When a few simple rules are better than flashy AI

School girl at her desk counting on her fingers while doing math test
Photo: Ariel Skelle/Getty Images

Eager to use artificial intelligence, some companies may be unnecessarily complicating easy business problems.

What's going on: Companies are over-using complex AI techniques when they would be better served with simpler approaches. Rule-based systems, for instance, show their work, thus allowing non-experts to pop the hood and see why an algorithm is misbehaving, unfair or biased.

Deep learning, the most advanced AI technique of the day, approximates how our brains work, with layers of "neurons" that together identify patterns. The catch is that their reasoning is opaque.

  • That means a rudimentary deep-learning system for doling out loans could illegally deny applicants based on their race, just because it noticed that African-American borrowers default on loans more often than white borrowers. But it would be hard to know that was the reason behind the system's denial.
  • By contrast, rule-based systems require an explicit set of instructions for making decisions ("if x is true, then do y"), making them easy to understand.
  • Thus, while rule-based systems might also make flawed decisions, a user at least can devise them to deliver the best outcome — and then check precisely how it is doing.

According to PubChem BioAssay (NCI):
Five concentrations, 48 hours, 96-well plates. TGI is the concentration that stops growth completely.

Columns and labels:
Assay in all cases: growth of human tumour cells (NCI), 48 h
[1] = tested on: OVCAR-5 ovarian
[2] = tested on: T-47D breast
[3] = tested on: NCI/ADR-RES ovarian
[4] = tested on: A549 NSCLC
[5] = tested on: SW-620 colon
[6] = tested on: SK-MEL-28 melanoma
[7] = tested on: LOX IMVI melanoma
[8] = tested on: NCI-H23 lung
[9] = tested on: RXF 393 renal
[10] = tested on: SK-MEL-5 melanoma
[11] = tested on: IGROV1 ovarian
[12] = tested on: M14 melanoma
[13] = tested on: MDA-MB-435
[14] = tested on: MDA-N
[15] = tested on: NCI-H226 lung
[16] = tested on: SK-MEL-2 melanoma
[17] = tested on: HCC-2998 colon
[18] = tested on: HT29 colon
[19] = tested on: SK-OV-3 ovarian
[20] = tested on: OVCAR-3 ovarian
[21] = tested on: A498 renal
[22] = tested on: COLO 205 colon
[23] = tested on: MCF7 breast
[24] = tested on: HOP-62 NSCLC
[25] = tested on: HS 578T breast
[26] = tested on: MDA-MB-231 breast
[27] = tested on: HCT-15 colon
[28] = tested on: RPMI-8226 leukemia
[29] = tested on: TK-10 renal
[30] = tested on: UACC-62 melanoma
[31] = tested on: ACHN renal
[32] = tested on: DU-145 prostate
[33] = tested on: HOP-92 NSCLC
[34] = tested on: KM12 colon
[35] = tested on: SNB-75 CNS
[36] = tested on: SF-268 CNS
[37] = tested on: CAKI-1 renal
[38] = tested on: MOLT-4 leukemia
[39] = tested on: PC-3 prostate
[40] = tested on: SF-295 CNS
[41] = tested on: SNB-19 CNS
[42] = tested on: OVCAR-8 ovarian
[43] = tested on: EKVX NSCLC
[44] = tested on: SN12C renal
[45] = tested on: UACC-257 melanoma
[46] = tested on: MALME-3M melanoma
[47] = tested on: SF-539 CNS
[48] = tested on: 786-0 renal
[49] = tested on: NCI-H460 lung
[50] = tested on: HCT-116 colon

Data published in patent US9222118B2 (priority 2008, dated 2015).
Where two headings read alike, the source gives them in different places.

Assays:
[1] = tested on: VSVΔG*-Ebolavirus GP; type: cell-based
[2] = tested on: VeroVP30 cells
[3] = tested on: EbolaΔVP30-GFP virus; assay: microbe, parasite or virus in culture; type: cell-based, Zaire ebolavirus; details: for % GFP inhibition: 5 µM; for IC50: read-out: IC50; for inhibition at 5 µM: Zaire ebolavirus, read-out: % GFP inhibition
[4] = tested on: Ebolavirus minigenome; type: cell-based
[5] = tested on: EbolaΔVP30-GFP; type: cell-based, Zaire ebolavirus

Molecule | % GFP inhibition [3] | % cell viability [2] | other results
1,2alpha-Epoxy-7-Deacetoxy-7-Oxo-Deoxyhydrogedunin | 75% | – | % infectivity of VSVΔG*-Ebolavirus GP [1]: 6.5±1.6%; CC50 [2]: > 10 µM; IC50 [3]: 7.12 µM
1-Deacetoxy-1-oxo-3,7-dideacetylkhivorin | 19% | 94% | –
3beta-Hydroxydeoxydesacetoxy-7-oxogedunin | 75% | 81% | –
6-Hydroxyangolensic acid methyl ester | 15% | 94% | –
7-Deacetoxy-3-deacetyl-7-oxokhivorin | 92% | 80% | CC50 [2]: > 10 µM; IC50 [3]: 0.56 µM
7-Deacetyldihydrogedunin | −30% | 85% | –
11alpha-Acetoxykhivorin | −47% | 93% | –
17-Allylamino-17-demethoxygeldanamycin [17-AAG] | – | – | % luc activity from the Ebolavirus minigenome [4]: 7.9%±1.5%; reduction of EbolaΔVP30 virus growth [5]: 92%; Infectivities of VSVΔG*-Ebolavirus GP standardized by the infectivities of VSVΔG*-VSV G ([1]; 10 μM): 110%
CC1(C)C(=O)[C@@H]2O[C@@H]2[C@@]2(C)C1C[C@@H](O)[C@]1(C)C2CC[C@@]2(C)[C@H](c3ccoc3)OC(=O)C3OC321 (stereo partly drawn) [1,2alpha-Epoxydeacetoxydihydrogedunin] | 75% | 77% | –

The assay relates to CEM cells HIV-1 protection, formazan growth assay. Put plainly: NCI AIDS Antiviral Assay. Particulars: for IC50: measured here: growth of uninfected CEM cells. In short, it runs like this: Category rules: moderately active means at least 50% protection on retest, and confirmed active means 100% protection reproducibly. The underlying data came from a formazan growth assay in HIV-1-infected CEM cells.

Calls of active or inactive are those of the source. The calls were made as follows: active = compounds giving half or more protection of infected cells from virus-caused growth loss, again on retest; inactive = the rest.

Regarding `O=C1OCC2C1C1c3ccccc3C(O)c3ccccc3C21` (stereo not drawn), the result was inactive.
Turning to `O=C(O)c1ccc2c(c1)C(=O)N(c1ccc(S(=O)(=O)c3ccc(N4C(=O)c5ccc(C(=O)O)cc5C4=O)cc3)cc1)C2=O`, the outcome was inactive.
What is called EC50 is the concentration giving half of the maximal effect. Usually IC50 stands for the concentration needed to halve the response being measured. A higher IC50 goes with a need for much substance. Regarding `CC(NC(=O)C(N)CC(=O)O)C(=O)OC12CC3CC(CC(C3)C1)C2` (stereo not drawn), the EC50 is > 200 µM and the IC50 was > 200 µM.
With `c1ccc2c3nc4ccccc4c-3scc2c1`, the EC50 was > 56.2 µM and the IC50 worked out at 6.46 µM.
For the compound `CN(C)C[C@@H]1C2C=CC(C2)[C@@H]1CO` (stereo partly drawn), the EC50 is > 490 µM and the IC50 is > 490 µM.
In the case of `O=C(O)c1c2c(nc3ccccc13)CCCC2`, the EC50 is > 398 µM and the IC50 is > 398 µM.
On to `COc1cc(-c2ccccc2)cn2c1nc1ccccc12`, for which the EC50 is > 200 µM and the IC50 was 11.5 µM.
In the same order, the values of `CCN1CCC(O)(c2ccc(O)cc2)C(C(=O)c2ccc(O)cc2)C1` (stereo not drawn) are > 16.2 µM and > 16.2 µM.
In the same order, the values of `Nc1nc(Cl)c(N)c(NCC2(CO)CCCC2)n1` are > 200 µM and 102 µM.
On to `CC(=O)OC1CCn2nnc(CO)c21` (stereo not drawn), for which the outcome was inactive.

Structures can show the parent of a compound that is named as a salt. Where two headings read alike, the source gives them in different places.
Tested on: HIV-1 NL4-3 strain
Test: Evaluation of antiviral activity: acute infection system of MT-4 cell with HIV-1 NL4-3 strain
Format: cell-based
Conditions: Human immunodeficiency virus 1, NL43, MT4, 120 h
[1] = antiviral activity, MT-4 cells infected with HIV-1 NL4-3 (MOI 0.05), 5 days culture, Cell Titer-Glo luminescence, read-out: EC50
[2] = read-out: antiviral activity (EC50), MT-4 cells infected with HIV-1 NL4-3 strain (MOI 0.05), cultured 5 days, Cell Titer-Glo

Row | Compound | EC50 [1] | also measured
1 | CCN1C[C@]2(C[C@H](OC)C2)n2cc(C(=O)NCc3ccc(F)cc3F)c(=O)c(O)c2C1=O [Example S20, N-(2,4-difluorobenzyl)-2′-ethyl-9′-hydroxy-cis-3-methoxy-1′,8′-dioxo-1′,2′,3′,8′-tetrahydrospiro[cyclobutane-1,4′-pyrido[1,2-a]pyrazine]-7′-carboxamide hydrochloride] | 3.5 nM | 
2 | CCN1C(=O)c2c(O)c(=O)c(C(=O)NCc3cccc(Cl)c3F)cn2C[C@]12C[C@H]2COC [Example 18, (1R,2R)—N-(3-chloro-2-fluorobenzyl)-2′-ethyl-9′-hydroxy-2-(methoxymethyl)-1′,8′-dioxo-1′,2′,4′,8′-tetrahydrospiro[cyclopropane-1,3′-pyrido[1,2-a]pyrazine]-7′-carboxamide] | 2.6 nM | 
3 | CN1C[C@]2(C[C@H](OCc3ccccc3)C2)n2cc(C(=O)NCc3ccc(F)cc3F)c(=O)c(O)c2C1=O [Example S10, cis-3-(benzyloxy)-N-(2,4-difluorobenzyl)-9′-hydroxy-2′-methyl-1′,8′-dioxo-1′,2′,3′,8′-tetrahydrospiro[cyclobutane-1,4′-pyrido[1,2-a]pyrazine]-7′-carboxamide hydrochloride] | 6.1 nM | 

Today, Adobe Research told Axios they now have a system that speeds up one technique for finding a good group of rules.

  • The result: a 10,000-fold decrease in the time it takes to find a good decision set, allowing the use of far bigger databases, the way deep learning can mine enormous troves of information for patterns.

In a demonstration, Adobe data scientist Ritwik Sinha showed how the system derives a set of rules and uses it to divide up a jumble of data into sensible groupings.

  • Eventually, a system like this might be used to help a company to divide up its customer base, understand why any one person belongs in a particular group, and target each with a different marketing campaign.

"There may be a problem for which accuracy is the only guiding principle," Sinha said. But when decisions directly impact human lives, an increase in transparency may be worth a decrease in accuracy.

What’s next: There will be growing focus on hybrid systems that integrate the power of deep learning with the simplicity and explainability of hard-and-fast rules.